When the aged rector of St. Johns dies in a booming mid-western city, the vestry look East for “a level-headed clergyman about thirty-five years old who will mind his own business.”
They hit on John Hodder.
For a year, Hodder more than lives up to their expectations. But gnawing at the back of his mind is a sense that the business of the church is making Christians.
Hodder learns that people living around St. John’s despise the church because they suffer daily from the effects of the church leaders’ “sound business sense.”
On the verge of chucking his job, Hodder meets a former member of St. Johns known throughout the city as a man who helps others. Mr. Bentley inspires Hodder to rethink his theology.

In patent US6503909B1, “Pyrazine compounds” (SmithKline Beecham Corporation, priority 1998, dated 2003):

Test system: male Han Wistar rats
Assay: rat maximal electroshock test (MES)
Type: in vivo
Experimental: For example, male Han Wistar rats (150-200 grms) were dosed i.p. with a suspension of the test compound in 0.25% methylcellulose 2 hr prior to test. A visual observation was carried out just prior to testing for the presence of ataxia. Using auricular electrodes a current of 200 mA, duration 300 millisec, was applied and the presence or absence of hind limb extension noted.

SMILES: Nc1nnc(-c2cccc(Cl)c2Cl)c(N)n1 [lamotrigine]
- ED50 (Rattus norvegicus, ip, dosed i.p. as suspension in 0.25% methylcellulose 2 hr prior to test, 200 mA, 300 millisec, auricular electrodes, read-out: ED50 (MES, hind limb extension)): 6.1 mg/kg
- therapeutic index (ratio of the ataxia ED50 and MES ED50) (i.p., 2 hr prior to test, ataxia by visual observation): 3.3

Hodder denounces his congregation’s Pharisees, including the major financial contributor whose daughter Hodder loves.
The central dilemma of Winston Churchill’s The Inside of the Cup is ageless. The novel, however, is done in by Churchill’s ponderous prose. Hodder appears incapable of ordering coffee in less than 500 words.
Whatever value readers of 1913 found in The Inside of the Cup has evaporated.
Or perhaps it just was displaced by the weight of all those words.The Inside of the Cup by Winston Churchill Illustrations by Howard Giles MacMillan, 1913 513 pages Project Gutenberg e-book #5364 My grade: C
Photo credit: Bible in Pew by sraburton
© 2013 Linda Gorton Aragoni